We’ve all been there. You’re in the middle of a screaming fight (OK, some of you are probably not screamers, so maybe a glowering fight) with the exact person that just 24 hours earlier you were feeling so incredibly in love with. Or you are furious with your 15 year-old for breaking curfew YET AGAIN when just last week you were sharing a touching moment with them where they thanked you for being such a great parent. And now you want to kill that same child. Not literally, but…
Yes, it happens. We can hate the ones we love. So what’s going on here?
Psychologists call this a “complex feeling”. It is literally a feeling that is a combination of other feelings. Just like “dusty rose” is a combination of pink and grey, many of the feelings we have during the day are actually combinations of other feelings. There are several schools of thought in my field that believe that there are only six truly distinct emotions: happy, surprised, afraid, disgusted, angry, and sad. Paul Eckman suggested that there are six basic emotions that are universal throughout human cultures: fear, disgust, anger, surprise, happiness, and sadness.Newer research is actually asserting that there are only four! Regardless of how many “distinct” emotions we have, in my experience the ones that really confuse us and cause most of our trouble are the “complex” or “blended” feelings. I feel great about liking my co-worker but then one day when she breaks my favorite coffee mug after I have asked her not to use it. I now have the weird experience of liking her overall, but at that moment being perturbed with her. What’s even worse is what if she broke the coffee mug in the process of grabbing me the last piece of that amazing chocolate cake from the kitchen because she knew I was under deadline and missed the birthday celebration? And she knows how much I love cake! Ugh!! Now I feel really confused. Let’s add in maybe that I envy my co-worker’s amazingly fit figure and she never seems to even want cake. But she brings me cake. I do love cake. And I want cake. But I feel slightly guilty eating it in her presence because her size 6 jeans make me feel insecure. So we now have “happy” (yay! she brought me cake!), “surprised” (“wow, thanks for the cake, I though it was all gone!”), angry (“you broke my mug! I asked you not to use it!”) and sad (“that was my favorite mug!”). I also apparently feel envy, which those smarty-pants researchers did not include on their list, but I would assert seems to be a very real feeling for many of us!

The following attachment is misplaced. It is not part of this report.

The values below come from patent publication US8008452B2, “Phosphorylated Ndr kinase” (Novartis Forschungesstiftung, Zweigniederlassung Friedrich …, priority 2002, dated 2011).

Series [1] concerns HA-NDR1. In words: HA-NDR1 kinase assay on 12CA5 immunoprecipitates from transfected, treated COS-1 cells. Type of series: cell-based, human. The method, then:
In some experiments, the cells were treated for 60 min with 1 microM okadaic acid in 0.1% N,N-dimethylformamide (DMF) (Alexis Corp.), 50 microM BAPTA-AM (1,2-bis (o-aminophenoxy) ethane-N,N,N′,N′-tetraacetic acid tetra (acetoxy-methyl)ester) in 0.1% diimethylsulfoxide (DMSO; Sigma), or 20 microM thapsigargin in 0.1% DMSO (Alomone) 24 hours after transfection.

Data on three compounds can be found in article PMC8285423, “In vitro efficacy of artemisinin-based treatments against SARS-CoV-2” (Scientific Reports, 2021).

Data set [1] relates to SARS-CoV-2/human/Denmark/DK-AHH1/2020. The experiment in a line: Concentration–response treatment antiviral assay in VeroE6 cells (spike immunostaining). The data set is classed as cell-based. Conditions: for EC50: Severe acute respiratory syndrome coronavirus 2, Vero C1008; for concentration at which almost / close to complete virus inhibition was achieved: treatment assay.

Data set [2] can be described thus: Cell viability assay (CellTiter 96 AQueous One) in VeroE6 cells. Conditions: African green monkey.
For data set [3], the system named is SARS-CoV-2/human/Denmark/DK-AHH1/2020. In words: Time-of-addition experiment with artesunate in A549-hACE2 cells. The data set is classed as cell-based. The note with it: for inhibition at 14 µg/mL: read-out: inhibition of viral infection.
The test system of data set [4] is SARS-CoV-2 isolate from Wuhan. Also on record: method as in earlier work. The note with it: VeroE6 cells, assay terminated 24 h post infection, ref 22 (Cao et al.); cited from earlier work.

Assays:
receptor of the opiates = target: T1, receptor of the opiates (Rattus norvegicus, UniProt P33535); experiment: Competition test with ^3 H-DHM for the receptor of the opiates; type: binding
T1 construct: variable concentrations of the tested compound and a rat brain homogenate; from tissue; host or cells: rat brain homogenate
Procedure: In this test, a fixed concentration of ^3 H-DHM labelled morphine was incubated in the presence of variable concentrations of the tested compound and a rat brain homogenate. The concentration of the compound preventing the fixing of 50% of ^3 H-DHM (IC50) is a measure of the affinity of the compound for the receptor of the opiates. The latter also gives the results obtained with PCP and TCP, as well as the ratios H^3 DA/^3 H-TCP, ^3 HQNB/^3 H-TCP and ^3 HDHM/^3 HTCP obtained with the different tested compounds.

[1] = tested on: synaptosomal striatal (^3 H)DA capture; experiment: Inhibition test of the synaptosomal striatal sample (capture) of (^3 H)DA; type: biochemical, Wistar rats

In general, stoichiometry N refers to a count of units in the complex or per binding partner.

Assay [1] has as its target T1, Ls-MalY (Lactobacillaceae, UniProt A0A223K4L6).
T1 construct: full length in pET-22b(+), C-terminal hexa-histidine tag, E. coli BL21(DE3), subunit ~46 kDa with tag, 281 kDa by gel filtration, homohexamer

Why make the fuss about complex feelings? So what. We feel lots of feelings at the same time. Well, in my experience, lots of people find complex feelings unsettling. In fact, being able to tolerate complex feelings is a real developmental achievement according to mental health practitioners. Humans like to keep things simple. It frees up processing space in our brains. Really. We like to sort things into categories– good/bad, smart/dumb, safe/dangerous, Republican/Democrat… This unfortunate evolutionary tactic to reduce load on our brains so that we can function more efficiently can make it hard to acknowledge or manage complex feelings. It’s like being in a tug of war with your cortex– one part of you knows that this person is important to you and that you like or even love them, but the other part of you is trying to “keep it simple stupid” and focus only on one feeling in that moment.